The Archbishop of Perth, Kay Goldsworthy, is set to proceed with an ordination later this week that, according to sources in the diocese, is set to “split the diocese”.
On the evening of Thursday 24 February 2022 Archbishop Goldsworthy will preside over the ordination at St George’s Cathedral where four candidates will be made deacon. There are two male and two female candidates. The two male candidates (who we will not name here) are both figures of some significant controversy.
The first had been living in a de facto relationship with a woman for a number of years. The couple have children.
The second candidate is a man who has been in a registered civil union with another man for a number of years.
Neither man made any secret of their domestic arrangements during their four years of formation prior to ordination and davidould.net understands that they and their personal situations were both well-known to diocesan leadership, particularly the first candidate who has served as a senior figure in diocesan organisations.
This latest turmoil for the diocese follows on from the recent controversial appointment of Steven Hilton as Precentor at the Cathedral. Like the ordination candidate, Hilton also has a civil partner.
Unhappiness in the diocese amongst conservatives has been exacerbated since the decision to ordain these candidates is in stark contradiction to Archbishop Goldsworthy’s own stated views on the question of chastity. At a widely-attended meeting of local EFAC (Evangelical Fellowship of the Anglican Communion) representatives on Monday evening, details of meetings with the Archbishop were shared. It was related to the meeting that the Archbishop had expressed that her own understanding of a “chaste” life (the term used in Faithfulness in Service) precluded any sexual activity outside of marriage. Quite clearly the lives of both these candidates did not meet that clear expectation for the substantial majority of their four years of formation prior to ordination. Nevertheless they were allowed to continue in the process.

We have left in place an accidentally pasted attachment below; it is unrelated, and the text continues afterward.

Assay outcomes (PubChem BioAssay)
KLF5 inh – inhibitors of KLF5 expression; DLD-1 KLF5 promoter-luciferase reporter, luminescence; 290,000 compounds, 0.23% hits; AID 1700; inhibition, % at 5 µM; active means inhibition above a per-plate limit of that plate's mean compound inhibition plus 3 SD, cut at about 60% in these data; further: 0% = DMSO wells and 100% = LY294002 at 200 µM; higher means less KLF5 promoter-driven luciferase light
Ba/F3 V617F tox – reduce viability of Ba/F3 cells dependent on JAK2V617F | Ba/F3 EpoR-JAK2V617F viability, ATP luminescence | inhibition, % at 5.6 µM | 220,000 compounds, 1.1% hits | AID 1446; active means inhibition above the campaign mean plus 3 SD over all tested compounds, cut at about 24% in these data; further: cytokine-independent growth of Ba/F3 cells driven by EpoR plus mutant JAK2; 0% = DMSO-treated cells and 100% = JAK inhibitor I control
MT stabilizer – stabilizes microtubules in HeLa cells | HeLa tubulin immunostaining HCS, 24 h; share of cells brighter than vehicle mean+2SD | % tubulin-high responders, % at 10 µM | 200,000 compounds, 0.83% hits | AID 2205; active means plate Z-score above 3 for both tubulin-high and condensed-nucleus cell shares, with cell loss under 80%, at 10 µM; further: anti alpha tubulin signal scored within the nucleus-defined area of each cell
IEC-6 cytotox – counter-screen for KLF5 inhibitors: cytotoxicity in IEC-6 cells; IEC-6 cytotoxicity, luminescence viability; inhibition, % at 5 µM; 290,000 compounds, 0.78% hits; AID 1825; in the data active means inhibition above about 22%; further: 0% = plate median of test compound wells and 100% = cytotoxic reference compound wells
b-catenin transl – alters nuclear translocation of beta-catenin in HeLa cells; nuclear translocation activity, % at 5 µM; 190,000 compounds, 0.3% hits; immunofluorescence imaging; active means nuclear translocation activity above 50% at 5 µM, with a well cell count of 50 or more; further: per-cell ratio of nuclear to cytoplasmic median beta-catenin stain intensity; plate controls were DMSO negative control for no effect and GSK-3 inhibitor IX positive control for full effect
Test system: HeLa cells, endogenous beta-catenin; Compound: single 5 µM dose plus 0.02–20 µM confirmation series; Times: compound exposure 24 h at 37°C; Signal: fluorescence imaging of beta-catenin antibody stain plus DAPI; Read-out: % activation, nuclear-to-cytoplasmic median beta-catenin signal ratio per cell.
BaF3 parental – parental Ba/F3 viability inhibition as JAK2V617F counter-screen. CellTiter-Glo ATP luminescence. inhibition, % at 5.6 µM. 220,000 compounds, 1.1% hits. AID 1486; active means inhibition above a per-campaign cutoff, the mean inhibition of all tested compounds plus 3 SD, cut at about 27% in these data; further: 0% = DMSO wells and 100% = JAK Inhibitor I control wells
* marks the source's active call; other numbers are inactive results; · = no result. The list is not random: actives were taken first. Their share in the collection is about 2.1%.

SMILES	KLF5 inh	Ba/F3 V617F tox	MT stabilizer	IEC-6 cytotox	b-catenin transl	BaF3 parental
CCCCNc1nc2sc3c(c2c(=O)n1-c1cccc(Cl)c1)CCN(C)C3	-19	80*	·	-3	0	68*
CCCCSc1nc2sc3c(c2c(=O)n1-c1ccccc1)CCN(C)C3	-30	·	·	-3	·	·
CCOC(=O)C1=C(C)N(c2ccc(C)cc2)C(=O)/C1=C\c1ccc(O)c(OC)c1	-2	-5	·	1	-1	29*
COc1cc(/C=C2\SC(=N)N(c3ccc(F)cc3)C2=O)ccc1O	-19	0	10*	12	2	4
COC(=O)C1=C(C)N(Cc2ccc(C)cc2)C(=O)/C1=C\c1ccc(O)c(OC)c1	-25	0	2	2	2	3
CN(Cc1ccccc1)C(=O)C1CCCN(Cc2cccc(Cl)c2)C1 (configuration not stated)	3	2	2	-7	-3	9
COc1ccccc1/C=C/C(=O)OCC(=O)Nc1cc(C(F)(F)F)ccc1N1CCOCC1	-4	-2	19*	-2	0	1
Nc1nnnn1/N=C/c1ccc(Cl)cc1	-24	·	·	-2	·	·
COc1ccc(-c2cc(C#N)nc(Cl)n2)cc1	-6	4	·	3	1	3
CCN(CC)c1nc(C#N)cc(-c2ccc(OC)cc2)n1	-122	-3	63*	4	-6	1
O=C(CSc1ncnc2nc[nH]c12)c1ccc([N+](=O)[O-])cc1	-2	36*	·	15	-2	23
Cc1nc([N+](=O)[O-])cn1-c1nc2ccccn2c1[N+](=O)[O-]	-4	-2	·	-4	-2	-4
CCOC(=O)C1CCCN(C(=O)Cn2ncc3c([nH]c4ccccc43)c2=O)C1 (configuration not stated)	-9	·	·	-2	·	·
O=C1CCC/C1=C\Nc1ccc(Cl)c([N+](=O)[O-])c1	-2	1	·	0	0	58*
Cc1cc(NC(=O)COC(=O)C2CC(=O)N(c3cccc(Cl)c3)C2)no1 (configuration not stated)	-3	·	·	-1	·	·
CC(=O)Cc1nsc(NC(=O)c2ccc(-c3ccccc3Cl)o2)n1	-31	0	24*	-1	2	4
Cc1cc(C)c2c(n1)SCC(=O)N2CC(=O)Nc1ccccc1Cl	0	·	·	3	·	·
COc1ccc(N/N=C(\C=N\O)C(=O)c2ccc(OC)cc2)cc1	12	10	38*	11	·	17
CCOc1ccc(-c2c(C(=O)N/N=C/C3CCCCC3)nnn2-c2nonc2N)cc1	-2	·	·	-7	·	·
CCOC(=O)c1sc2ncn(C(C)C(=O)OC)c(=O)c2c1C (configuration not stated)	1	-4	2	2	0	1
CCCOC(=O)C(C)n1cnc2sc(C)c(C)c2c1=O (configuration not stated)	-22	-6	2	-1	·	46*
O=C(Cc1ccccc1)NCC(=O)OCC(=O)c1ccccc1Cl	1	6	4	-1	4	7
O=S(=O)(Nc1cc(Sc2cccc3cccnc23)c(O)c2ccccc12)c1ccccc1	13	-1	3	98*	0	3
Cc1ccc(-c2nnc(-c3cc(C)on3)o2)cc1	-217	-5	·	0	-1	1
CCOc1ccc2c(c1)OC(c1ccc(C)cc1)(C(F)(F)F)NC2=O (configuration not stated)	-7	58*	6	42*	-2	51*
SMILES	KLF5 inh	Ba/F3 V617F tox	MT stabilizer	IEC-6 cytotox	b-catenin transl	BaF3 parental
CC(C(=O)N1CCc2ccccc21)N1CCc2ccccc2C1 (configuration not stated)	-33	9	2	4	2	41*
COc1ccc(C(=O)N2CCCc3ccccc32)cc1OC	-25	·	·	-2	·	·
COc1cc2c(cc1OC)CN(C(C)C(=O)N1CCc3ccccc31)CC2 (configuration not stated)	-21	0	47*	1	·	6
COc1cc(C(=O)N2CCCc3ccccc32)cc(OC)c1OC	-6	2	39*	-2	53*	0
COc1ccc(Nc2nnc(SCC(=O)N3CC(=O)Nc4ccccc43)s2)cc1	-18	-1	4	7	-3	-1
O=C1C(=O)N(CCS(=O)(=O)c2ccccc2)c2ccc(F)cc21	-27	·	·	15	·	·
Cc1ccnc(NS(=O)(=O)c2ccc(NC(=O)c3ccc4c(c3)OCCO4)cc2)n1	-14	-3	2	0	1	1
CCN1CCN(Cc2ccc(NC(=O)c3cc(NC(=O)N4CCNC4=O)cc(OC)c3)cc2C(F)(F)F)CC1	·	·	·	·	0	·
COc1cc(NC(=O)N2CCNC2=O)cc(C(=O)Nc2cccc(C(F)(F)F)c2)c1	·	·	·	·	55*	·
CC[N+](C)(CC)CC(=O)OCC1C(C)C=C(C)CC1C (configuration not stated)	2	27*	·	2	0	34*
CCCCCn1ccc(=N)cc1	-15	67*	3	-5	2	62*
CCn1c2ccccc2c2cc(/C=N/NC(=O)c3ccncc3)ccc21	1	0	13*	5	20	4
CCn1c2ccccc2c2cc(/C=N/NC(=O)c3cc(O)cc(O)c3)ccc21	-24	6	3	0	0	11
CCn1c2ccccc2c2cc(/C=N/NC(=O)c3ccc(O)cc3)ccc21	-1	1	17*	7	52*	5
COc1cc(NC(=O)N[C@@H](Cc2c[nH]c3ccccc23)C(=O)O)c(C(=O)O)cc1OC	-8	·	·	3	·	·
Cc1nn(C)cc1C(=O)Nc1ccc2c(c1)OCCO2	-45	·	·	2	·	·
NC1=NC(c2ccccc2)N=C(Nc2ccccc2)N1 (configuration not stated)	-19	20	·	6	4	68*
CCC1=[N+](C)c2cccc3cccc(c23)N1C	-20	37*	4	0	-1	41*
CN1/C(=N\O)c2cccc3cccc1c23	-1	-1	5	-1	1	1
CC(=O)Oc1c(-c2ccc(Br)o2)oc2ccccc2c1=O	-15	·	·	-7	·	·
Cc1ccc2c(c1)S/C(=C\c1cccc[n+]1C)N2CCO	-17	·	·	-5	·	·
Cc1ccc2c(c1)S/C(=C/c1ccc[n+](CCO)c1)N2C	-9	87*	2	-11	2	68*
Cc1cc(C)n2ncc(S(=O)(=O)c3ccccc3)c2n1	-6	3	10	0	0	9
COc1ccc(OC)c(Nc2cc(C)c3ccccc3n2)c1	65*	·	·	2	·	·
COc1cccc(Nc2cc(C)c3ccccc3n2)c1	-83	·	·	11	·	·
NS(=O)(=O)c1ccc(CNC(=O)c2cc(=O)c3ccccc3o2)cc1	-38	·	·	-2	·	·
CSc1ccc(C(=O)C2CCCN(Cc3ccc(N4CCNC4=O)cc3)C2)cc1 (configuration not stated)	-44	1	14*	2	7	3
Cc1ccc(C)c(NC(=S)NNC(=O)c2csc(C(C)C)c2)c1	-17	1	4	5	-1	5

A conservative leader in the diocese, familiar with the situation, told davidould.net that not only have a number of clergy approached the Archbishop on the matter but also that there are “a stream of wardens and other lay people who have visited and written to the Archbishop”. They have all made it clear to her that they will not be able to attend the ordination at the cathedral on Thursday evening, nor also be able to attend any future events at the cathedral so long as the new Precentor remains on staff.
The first candidate has married very recently. The second candidate removed any evidence of their relationship from their Facebook profile. davidould.net understands that neither of these late moves persuades local orthodox leadership that the fundamental issues have been dealt with. The ball is now definitely in Archbishop Goldsworthy’s court. Will she proceed with an ordination which, by her own expressed standards, ought not to happen? Or will she stand by her own words at the 2021 Diocesan Synod:
I believe that we can, and must faithfully continue to commit to the biblical witness of living out our desire to be held together in Christ, knowing that we all belong in him, and that we cannot do without each other, as members of his one body.
The sense amongst the orthodox in Perth is that they increasingly don’t belong and that it appears that the Archbishop might have to do without them.
Archbishop Goldsworthy was asked to comment.
image: Ross Swanborough in PerthNow